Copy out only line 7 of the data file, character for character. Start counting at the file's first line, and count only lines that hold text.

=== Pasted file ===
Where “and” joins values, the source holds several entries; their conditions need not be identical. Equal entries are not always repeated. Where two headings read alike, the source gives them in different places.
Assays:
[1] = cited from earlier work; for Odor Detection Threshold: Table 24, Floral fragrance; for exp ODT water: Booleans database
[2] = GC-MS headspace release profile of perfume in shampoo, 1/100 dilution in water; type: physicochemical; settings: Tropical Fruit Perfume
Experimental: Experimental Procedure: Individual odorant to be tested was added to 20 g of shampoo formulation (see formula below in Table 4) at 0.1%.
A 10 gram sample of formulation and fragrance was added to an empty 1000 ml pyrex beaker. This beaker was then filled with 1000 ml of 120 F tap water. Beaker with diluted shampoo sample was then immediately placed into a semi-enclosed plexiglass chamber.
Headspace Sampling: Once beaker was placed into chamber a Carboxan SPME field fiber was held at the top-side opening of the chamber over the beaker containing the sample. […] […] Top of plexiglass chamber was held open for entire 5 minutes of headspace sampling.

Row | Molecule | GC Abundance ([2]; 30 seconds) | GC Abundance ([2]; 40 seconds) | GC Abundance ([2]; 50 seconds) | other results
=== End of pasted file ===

Headspace Sampling: Once beaker was placed into chamber a Carboxan SPME field fiber was held at the top-side opening of the chamber over the beaker containing the sample. […] […] Top of plexiglass chamber was held open for entire 5 minutes of headspace sampling.